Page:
Movie review: Drive My Car

Uncle Vanya

My wife and I saw the Oscar-nominated movie Drive My Car recently at the Spectrum Theatre, the Landmark venue in Albany. There were only a few things about the film I knew. It was three hours long. The movie was nominated for four Academy Awards including Best Picture and International Feature Film, what they used to call Best Foreign Film. And it was three hours long?

And here’s a spoiler that’s right in the trailer. Oto Kafuku (Reika Kirishima), the wife of Yûsuke, dies unexpectedly. They love each other dearly, though it’s… complicated. She’s a teller of tales. He listens to Uncle Vanya by Chekhov repeatedly in the car. The first forty minutes I found a tad tedious.

THEN the opening credits run. What? And the rest of the story is far more compelling. Yûsuke, “a renowned stage actor and director, receives an offer to direct a production of Uncle Vanya in Hiroshima.” The catch, which he doesn’t realize until he gets there, is that the stage company requires that the director use a driver.

Not related to the Beatles song

Misaki Watari (Tôko Miura) is a very good chauffeur of his beloved red Saab. But she’s not particularly communicative, at least at first. Meanwhile, Yûsuke is busy selecting the cast, which is a diverse group that communicates in Japanese, English, Korean Sign Language, and others.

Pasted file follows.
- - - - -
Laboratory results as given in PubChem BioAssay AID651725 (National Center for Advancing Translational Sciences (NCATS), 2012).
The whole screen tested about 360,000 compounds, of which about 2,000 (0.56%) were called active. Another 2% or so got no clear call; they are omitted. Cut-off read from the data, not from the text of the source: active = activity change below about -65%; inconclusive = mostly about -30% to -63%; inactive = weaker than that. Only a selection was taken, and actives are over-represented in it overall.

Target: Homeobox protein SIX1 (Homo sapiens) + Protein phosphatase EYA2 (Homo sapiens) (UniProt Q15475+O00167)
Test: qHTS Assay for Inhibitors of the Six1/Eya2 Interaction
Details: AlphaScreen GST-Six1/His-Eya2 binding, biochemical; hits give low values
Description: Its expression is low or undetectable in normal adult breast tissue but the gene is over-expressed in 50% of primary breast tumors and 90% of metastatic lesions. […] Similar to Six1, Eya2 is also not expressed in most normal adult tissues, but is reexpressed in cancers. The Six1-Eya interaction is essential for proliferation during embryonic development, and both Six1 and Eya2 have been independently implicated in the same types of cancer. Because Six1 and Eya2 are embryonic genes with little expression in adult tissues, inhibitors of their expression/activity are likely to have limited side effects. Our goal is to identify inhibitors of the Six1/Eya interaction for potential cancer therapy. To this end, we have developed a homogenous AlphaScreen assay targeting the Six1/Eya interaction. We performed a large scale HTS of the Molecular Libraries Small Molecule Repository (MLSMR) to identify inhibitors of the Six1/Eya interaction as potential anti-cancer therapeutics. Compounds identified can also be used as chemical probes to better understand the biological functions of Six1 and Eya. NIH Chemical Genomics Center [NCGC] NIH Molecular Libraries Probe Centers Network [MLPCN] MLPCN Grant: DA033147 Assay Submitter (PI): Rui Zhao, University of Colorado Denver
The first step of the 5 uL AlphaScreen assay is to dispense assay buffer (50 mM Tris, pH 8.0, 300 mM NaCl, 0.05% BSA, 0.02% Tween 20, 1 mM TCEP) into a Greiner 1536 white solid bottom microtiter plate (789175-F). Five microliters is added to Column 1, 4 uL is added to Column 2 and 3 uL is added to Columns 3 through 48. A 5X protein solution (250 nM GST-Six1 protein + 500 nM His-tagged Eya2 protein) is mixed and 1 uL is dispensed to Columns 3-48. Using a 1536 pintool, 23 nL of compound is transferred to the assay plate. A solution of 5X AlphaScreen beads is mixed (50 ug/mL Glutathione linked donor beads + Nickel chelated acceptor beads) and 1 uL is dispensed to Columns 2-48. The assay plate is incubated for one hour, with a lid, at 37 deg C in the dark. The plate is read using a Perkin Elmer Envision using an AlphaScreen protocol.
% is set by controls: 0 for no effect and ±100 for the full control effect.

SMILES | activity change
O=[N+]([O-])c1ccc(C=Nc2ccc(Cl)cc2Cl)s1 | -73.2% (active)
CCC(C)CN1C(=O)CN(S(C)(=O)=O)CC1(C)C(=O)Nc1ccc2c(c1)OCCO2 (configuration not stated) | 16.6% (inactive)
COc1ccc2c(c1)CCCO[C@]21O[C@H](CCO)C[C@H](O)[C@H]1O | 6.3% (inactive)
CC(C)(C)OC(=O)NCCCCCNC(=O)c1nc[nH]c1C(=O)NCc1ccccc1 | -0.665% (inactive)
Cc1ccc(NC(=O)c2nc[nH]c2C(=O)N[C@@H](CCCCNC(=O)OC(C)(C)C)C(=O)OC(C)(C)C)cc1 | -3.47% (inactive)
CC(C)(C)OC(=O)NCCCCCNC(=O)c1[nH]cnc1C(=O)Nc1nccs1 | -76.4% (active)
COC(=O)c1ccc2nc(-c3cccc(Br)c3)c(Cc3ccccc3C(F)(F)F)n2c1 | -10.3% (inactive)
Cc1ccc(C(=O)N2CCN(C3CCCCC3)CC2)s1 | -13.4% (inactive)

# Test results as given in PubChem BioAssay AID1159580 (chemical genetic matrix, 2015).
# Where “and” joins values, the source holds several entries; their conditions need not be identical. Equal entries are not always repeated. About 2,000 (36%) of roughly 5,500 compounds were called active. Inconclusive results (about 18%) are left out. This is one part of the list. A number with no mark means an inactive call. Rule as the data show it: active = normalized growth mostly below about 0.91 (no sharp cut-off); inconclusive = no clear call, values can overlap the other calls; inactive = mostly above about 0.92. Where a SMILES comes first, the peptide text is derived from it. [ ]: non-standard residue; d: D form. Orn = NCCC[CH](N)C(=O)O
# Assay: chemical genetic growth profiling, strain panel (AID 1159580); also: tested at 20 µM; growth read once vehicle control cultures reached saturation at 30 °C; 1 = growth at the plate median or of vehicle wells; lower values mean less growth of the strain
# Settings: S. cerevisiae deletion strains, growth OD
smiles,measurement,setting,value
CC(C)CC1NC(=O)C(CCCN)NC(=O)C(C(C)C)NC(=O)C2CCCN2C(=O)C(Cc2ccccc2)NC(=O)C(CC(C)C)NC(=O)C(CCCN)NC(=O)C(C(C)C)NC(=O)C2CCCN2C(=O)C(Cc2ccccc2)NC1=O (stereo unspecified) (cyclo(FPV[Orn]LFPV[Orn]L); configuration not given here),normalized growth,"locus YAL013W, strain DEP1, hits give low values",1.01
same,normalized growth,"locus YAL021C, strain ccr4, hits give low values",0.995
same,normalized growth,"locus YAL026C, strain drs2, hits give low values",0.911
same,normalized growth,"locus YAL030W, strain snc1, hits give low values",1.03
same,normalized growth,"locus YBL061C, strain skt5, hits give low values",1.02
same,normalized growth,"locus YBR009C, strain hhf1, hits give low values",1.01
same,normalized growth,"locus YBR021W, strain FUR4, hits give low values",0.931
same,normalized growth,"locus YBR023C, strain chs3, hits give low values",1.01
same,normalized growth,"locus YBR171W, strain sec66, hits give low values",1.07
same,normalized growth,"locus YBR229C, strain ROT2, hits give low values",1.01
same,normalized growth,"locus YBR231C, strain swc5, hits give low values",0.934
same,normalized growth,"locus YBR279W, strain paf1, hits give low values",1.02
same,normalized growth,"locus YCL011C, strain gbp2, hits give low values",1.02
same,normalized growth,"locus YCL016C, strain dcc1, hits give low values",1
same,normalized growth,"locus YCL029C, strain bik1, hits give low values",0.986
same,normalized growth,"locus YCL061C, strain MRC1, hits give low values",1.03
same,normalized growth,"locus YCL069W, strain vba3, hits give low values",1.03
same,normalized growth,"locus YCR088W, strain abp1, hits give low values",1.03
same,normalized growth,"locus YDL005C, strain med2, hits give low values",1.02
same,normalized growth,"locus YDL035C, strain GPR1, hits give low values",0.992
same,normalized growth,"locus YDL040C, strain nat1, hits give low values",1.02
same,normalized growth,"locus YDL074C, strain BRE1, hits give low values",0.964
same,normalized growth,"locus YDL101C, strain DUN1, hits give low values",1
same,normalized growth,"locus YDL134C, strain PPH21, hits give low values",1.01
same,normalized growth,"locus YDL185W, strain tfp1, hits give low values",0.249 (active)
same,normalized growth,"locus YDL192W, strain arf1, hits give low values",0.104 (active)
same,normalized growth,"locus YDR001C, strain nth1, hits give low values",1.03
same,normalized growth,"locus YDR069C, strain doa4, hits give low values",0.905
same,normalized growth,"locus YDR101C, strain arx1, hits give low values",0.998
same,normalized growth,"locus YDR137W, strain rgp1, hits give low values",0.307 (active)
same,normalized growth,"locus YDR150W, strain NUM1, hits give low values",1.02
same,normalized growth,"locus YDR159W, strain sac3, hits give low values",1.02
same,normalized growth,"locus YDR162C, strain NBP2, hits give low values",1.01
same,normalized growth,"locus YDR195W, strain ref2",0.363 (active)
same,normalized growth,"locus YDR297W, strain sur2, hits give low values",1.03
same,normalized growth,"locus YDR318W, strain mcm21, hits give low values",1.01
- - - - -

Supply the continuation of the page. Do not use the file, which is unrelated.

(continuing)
One cast member is an impetuous and hot-headed television actor Koshi Takatsuki (Toshiaki Inomata), who is trying to befriend the director for some reason. There is a couple in the production that my wife and I truly enjoyed.

As the rehearsals unfold, involving a lot of driving from the hotel to the rehearsal hall, Yûsuke and Misaki each start to address the pain and complexities of their pasts.

My verdict: I wish the first 40 minutes of Drive My Car were edited down to maybe 30. Yet the remaining 2:15 seemed to fly by. If you should see it, be patient with the first section because I think the payoff is worth it. The Rotten Tomatoes score was 98% positive from the critics, and 80% positive from the audiences.

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